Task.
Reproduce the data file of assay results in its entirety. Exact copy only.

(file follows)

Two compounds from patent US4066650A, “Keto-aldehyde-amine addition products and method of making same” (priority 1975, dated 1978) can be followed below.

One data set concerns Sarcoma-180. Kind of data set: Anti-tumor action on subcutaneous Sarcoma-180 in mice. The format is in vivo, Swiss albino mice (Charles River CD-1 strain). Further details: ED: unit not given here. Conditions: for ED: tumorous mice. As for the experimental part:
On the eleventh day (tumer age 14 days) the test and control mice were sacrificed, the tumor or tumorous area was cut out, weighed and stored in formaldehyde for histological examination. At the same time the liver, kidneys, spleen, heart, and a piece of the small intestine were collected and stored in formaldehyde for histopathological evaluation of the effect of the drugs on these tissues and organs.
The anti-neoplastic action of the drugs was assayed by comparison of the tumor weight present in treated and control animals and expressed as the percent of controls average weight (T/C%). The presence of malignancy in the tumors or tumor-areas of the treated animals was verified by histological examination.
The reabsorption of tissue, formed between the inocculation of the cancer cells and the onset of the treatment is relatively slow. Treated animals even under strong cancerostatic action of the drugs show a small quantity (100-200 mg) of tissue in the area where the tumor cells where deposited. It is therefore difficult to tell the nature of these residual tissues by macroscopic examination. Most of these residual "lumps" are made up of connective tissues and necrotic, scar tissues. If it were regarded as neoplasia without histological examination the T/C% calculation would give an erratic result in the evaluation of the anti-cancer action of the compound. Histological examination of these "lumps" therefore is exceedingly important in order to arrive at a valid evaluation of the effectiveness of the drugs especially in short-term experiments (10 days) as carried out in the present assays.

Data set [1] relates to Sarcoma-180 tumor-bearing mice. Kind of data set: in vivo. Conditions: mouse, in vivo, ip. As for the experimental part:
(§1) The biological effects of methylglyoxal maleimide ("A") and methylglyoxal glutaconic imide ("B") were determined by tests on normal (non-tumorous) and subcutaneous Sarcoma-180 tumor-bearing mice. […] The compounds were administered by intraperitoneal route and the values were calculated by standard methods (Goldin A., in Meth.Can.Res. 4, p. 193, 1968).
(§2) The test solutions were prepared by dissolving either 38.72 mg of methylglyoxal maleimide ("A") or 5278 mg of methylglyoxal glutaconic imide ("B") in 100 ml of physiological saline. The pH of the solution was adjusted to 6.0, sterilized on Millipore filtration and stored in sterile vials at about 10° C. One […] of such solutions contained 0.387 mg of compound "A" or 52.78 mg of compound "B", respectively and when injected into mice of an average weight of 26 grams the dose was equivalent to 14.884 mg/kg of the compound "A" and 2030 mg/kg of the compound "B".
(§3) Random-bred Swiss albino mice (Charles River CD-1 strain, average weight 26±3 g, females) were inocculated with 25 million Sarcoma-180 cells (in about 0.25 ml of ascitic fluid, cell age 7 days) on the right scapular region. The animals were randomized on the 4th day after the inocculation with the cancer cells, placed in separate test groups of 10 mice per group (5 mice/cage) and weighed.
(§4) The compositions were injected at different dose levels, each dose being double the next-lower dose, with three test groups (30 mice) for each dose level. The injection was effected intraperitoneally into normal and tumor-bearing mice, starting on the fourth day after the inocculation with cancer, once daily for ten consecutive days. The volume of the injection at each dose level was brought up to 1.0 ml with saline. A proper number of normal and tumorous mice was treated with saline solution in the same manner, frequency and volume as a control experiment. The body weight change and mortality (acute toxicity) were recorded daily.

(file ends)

Two compounds from patent US4066650A, “Keto-aldehyde-amine addition products and method of making same” (priority 1975, dated 1978) can be followed below.

One data set concerns Sarcoma-180. Kind of data set: Anti-tumor action on subcutaneous Sarcoma-180 in mice. The format is in vivo, Swiss albino mice (Charles River CD-1 strain). Further details: ED: unit not given here. Conditions: for ED: tumorous mice. As for the experimental part:
On the eleventh day (tumer age 14 days) the test and control mice were sacrificed, the tumor or tumorous area was cut out, weighed and stored in formaldehyde for histological examination. At the same time the liver, kidneys, spleen, heart, and a piece of the small intestine were collected and stored in formaldehyde for histopathological evaluation of the effect of the drugs on these tissues and organs.
The anti-neoplastic action of the drugs was assayed by comparison of the tumor weight present in treated and control animals and expressed as the percent of controls average weight (T/C%). The presence of malignancy in the tumors or tumor-areas of the treated animals was verified by histological examination.
The reabsorption of tissue, formed between the inocculation of the cancer cells and the onset of the treatment is relatively slow. Treated animals even under strong cancerostatic action of the drugs show a small quantity (100-200 mg) of tissue in the area where the tumor cells where deposited. It is therefore difficult to tell the nature of these residual tissues by macroscopic examination. Most of these residual "lumps" are made up of connective tissues and necrotic, scar tissues. If it were regarded as neoplasia without histological examination the T/C% calculation would give an erratic result in the evaluation of the anti-cancer action of the compound. Histological examination of these "lumps" therefore is exceedingly important in order to arrive at a valid evaluation of the effectiveness of the drugs especially in short-term experiments (10 days) as carried out in the present assays.

Data set [1] relates to Sarcoma-180 tumor-bearing mice. Kind of data set: in vivo. Conditions: mouse, in vivo, ip. As for the experimental part:
(§1) The biological effects of methylglyoxal maleimide ("A") and methylglyoxal glutaconic imide ("B") were determined by tests on normal (non-tumorous) and subcutaneous Sarcoma-180 tumor-bearing mice. […] The compounds were administered by intraperitoneal route and the values were calculated by standard methods (Goldin A., in Meth.Can.Res. 4, p. 193, 1968).
(§2) The test solutions were prepared by dissolving either 38.72 mg of methylglyoxal maleimide ("A") or 5278 mg of methylglyoxal glutaconic imide ("B") in 100 ml of physiological saline. The pH of the solution was adjusted to 6.0, sterilized on Millipore filtration and stored in sterile vials at about 10° C. One […] of such solutions contained 0.387 mg of compound "A" or 52.78 mg of compound "B", respectively and when injected into mice of an average weight of 26 grams the dose was equivalent to 14.884 mg/kg of the compound "A" and 2030 mg/kg of the compound "B".
(§3) Random-bred Swiss albino mice (Charles River CD-1 strain, average weight 26±3 g, females) were inocculated with 25 million Sarcoma-180 cells (in about 0.25 ml of ascitic fluid, cell age 7 days) on the right scapular region. The animals were randomized on the 4th day after the inocculation with the cancer cells, placed in separate test groups of 10 mice per group (5 mice/cage) and weighed.
(§4) The compositions were injected at different dose levels, each dose being double the next-lower dose, with three test groups (30 mice) for each dose level. The injection was effected intraperitoneally into normal and tumor-bearing mice, starting on the fourth day after the inocculation with cancer, once daily for ten consecutive days. The volume of the injection at each dose level was brought up to 1.0 ml with saline. A proper number of normal and tumorous mice was treated with saline solution in the same manner, frequency and volume as a control experiment. The body weight change and mortality (acute toxicity) were recorded daily.